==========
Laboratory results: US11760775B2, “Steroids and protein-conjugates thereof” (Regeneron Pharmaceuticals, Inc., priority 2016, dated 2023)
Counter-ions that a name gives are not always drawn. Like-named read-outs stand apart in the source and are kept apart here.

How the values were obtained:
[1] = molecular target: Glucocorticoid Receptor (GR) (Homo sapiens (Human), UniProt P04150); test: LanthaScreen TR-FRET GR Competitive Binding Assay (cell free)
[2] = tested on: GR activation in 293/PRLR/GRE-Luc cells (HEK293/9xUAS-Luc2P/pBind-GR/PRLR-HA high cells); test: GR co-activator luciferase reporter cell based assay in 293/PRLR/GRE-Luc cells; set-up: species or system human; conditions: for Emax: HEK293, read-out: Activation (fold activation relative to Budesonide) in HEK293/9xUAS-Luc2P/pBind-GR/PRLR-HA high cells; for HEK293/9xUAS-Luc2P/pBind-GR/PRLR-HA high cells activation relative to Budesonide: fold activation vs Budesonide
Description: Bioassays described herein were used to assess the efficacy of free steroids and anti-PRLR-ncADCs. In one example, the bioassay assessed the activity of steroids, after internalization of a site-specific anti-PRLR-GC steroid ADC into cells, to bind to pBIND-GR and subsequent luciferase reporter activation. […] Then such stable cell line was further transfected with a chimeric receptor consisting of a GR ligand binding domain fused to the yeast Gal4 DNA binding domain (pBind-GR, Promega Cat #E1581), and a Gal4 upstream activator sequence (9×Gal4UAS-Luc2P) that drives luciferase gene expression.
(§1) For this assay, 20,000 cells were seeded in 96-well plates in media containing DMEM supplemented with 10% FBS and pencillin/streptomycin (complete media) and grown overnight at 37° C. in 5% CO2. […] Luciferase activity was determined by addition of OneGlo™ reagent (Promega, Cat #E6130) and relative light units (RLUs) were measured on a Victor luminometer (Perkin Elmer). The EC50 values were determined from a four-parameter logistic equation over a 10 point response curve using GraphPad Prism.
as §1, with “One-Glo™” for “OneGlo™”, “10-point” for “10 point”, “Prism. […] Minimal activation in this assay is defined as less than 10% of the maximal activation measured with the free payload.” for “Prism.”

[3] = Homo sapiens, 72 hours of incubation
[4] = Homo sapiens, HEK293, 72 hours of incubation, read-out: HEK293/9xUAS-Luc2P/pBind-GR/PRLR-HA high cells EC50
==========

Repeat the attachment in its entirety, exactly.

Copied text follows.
Laboratory results: US11760775B2, “Steroids and protein-conjugates thereof” (Regeneron Pharmaceuticals, Inc., priority 2016, dated 2023)
Counter-ions that a name gives are not always drawn. Like-named read-outs stand apart in the source and are kept apart here.

How the values were obtained:
[1] = molecular target: Glucocorticoid Receptor (GR) (Homo sapiens (Human), UniProt P04150); test: LanthaScreen TR-FRET GR Competitive Binding Assay (cell free)
[2] = tested on: GR activation in 293/PRLR/GRE-Luc cells (HEK293/9xUAS-Luc2P/pBind-GR/PRLR-HA high cells); test: GR co-activator luciferase reporter cell based assay in 293/PRLR/GRE-Luc cells; set-up: species or system human; conditions: for Emax: HEK293, read-out: Activation (fold activation relative to Budesonide) in HEK293/9xUAS-Luc2P/pBind-GR/PRLR-HA high cells; for HEK293/9xUAS-Luc2P/pBind-GR/PRLR-HA high cells activation relative to Budesonide: fold activation vs Budesonide
Description: Bioassays described herein were used to assess the efficacy of free steroids and anti-PRLR-ncADCs. In one example, the bioassay assessed the activity of steroids, after internalization of a site-specific anti-PRLR-GC steroid ADC into cells, to bind to pBIND-GR and subsequent luciferase reporter activation. […] Then such stable cell line was further transfected with a chimeric receptor consisting of a GR ligand binding domain fused to the yeast Gal4 DNA binding domain (pBind-GR, Promega Cat #E1581), and a Gal4 upstream activator sequence (9×Gal4UAS-Luc2P) that drives luciferase gene expression.
(§1) For this assay, 20,000 cells were seeded in 96-well plates in media containing DMEM supplemented with 10% FBS and pencillin/streptomycin (complete media) and grown overnight at 37° C. in 5% CO2. […] Luciferase activity was determined by addition of OneGlo™ reagent (Promega, Cat #E6130) and relative light units (RLUs) were measured on a Victor luminometer (Perkin Elmer). The EC50 values were determined from a four-parameter logistic equation over a 10 point response curve using GraphPad Prism.
as §1, with “One-Glo™” for “OneGlo™”, “10-point” for “10 point”, “Prism. […] Minimal activation in this assay is defined as less than 10% of the maximal activation measured with the free payload.” for “Prism.”

[3] = Homo sapiens, 72 hours of incubation
[4] = Homo sapiens, HEK293, 72 hours of incubation, read-out: HEK293/9xUAS-Luc2P/pBind-GR/PRLR-HA high cells EC50